• Can the new regulation keep the promised security standards?
  • To what extent are companies – especially Treasury- affected?
What is PSD2?

PSD2 is intended to regulate payment services and payment service providers in the European Economic Area (EEA) and throughout the European Union (EU). It aims to make cashless payments more secure, customer data better protected and data transmission over the Internet more reliable. In addition to the changes for customers, who are to experience more security through increased authentication, there are also significant changes for banks. From now on, banks will be obliged to provide third party service providers with access to customers’ account information via a standardised interface (PSD2 API) if the customer gives the consent. For banks, this means that they must surrender a large part of their power of disposal. For customers, this means that they can now make all their payment transactions without having to log into their online bank account. This is convincing for the customers, because specialised fintechs are ahead of banks and offer solutions that allow all your financial transactions – even within different bank accounts – to be carried out with only one application. This is nothing  new in the world of B2B, where corporates use payment solutions with the exact same purpose for years now.

Is PSD2 safe?

A change in the conditions of payment transactions often raises the question of whether it can actually meet the promised security standards. Especially in this case, where customer information is passed on to a third-party service provider. If lacks in security arise, there is a higher risk to become a target for cybercrime, which automatically puts bank customers’ confidential account information at risk. The European Banking Supervision and BaFin are taking it very seriously. In order to make the customers’ choice for the right third-party service provider easier, they provide a directory of reliable, registered and licensed third-party service providers.

PSD2 for Treasury?

Consumers demand real-time, round-the-clock payment services and this demand is growing. This brings changes in payment transactions that have an impact on the businesses, especially on corporate treasury which looks after cashflow. Most up-to-date account information becomes more crucial for a treasurer. The new PSD2 API interfaces could help, since it enables more direct communication with the bank and access to real-time account information.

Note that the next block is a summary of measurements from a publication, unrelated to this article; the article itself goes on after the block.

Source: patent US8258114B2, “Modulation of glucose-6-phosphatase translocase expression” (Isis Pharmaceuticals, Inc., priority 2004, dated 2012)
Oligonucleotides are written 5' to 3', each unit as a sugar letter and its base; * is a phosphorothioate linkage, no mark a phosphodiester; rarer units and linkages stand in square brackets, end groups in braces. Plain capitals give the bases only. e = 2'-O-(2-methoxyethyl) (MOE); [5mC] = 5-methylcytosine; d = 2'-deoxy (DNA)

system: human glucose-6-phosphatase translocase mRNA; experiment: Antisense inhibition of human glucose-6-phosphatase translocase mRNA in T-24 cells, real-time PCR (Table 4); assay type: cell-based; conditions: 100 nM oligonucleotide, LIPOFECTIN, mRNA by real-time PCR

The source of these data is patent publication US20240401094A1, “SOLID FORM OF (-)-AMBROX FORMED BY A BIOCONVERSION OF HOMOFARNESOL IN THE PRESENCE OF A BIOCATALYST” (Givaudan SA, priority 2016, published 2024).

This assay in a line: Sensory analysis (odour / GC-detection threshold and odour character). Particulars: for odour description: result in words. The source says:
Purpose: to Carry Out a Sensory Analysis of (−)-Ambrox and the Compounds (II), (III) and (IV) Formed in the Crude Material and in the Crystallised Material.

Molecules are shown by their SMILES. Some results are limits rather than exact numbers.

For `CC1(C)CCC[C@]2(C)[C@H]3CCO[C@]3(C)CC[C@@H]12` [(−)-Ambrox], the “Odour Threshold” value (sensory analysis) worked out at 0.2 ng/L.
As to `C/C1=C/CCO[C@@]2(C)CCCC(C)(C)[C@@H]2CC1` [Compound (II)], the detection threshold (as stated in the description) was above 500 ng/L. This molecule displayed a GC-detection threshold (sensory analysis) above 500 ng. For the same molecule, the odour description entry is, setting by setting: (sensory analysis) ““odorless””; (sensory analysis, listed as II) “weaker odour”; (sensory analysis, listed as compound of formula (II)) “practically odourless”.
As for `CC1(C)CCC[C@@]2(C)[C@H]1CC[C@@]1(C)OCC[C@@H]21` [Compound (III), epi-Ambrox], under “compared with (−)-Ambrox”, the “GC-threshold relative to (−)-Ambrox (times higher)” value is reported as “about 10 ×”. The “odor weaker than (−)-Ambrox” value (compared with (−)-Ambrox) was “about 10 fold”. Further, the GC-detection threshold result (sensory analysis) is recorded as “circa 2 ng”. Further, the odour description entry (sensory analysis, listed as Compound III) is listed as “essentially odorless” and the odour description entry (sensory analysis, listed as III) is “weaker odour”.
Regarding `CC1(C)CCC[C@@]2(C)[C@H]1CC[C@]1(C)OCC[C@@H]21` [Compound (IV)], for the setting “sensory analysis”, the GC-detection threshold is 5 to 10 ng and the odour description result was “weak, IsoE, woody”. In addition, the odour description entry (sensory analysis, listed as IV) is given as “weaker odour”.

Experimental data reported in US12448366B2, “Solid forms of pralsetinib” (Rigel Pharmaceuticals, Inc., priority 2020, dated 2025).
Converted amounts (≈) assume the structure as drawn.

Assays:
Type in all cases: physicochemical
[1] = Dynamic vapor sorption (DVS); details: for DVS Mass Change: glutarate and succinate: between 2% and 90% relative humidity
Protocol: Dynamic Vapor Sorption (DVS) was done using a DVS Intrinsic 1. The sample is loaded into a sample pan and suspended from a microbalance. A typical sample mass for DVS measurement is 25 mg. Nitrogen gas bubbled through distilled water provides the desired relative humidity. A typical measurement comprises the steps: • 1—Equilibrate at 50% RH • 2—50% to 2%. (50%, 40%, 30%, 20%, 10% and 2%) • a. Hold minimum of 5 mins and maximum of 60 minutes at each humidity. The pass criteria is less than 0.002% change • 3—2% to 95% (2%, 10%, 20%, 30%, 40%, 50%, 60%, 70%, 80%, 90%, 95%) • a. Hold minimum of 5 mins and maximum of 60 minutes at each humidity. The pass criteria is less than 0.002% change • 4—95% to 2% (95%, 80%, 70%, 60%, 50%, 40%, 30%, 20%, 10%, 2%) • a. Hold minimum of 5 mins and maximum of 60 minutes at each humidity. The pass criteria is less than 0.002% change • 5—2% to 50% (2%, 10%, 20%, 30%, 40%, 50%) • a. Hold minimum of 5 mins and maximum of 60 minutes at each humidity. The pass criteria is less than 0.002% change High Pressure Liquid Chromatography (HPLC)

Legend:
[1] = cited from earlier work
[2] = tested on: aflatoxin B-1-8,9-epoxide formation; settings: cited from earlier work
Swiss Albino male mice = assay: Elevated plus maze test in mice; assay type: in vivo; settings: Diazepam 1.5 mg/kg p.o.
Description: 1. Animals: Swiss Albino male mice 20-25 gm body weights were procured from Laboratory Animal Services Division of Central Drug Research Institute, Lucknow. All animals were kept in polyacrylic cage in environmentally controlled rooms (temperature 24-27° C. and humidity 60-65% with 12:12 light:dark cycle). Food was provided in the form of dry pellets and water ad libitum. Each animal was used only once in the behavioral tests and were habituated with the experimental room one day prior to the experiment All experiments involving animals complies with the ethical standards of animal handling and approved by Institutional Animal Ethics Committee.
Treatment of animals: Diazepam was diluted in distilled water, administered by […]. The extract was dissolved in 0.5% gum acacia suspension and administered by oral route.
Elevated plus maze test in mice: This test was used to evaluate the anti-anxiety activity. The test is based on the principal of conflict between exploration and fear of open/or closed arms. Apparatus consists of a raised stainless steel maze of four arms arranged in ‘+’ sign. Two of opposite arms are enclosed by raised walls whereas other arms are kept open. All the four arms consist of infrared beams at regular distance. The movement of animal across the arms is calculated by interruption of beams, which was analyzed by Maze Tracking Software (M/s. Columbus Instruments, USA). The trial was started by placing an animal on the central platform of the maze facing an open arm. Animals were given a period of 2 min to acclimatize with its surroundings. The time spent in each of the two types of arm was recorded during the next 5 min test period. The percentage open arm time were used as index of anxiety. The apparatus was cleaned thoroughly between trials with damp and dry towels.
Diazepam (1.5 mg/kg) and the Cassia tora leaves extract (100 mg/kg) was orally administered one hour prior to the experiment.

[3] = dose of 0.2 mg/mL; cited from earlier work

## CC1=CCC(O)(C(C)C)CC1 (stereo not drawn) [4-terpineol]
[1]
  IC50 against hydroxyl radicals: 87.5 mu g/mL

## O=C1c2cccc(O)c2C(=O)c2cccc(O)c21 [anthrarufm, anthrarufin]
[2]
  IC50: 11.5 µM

About TIS
TIS (Treasury Intelligence Solutions GmbH) is the leading cloud platform for managing corporate payments, liquidity and bank relationships worldwide. The company delivers SMART PAYMENTS to help customers make BETTER DECISIONS.

TIS enables companies to make more efficient, more secure and more cost-effective payment transactions. In addition, TIS enables customers to make better decisions when analysing financial and operational performance based on real-time payment flows. All mission-critical processes related to payment transactions are integrated into a multibank-capable, audit-proof cloud platform. This is a single point of contact for enterprise customers when managing and analysing their payment flows across the organisation. TIS take care of managing various payment formats, communication channels with banks, and ERP-agnostic integration. Offered as Software as a Service (SaaS), the ISO certified TIS solutions are quickly up and running without the complexity and cost of a long IT project.

Do you want to make better decisions through real-time reporting?

| 05-09-2019 | TIS |

BETTER DECISIONS THROUGH REAL-TIME REPORTING:
BUSINESS INTELLIGENCE ABOUT CASH FLOWS & CASH POSITIONS

How do strategic professionals decide on the best path to success for their company? The key is in transparency and real-time reporting across company-wide cashflow and liquidity levels, bank, customer and supplier relations and working capital. When cashflow visibility is the lifeblood of your company, you want full control and knowledge. Direct access to insights on profitability and potential business risks allow users to drive better decisions based on solid business intelligence, accessible anytime and anywhere.

SCENARIO
BETTER DECISIONS: Companies now have the power of the Business Discovery Manager – a business intelligence module within the TIS cloud platform. Supplier, salary and treasury payments can be easily analyzed along with cash flows, liquidity and working capital via easy-to-use dashboards and reports. The tool, enhanced through state-of-the-art BI technology, enables users to access all strategic insights in a single, flexible, web-based and multi-bank, multi-ERP capable platform available 24 hours a day from anywhere in the world.

 

DOWNLOAD THE COMPLETE FACTSHEET HERE

 

About TIS
TIS (Treasury Intelligence Solutions GmbH) is the leading cloud platform for managing corporate payments, liquidity and bank relationships worldwide. The company delivers SMART PAYMENTS to help customers make BETTER DECISIONS.